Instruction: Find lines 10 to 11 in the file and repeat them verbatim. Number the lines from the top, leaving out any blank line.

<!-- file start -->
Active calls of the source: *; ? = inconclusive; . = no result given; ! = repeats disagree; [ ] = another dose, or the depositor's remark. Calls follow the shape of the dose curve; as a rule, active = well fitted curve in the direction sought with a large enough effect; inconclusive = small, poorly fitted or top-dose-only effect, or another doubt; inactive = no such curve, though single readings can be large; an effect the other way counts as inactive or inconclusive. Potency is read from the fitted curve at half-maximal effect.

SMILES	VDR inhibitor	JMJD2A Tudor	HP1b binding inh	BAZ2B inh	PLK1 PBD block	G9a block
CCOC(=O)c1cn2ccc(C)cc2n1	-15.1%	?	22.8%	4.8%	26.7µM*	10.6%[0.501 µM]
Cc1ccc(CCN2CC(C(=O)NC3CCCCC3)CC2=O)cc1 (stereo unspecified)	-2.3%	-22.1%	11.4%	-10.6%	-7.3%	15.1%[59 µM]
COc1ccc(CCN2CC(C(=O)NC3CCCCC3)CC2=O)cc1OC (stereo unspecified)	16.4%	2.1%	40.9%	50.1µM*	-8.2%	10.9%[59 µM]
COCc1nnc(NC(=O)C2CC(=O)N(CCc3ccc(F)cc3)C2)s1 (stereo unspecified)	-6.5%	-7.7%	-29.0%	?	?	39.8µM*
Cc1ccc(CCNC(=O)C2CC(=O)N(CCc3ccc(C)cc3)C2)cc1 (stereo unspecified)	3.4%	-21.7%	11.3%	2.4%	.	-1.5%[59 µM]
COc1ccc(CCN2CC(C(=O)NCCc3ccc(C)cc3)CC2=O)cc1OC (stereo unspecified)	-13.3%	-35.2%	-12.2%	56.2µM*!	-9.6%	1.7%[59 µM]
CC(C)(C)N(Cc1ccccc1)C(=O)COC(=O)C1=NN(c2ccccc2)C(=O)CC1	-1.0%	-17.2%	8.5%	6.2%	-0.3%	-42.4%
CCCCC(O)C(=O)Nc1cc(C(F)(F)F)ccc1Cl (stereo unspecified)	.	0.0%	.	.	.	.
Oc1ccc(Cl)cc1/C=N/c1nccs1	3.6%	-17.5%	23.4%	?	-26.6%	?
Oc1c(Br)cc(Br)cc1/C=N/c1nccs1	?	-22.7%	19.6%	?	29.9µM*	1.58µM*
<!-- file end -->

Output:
CCCCC(O)C(=O)Nc1cc(C(F)(F)F)ccc1Cl (stereo unspecified)	.	0.0%	.	.	.	.
Oc1ccc(Cl)cc1/C=N/c1nccs1	3.6%	-17.5%	23.4%	?	-26.6%	?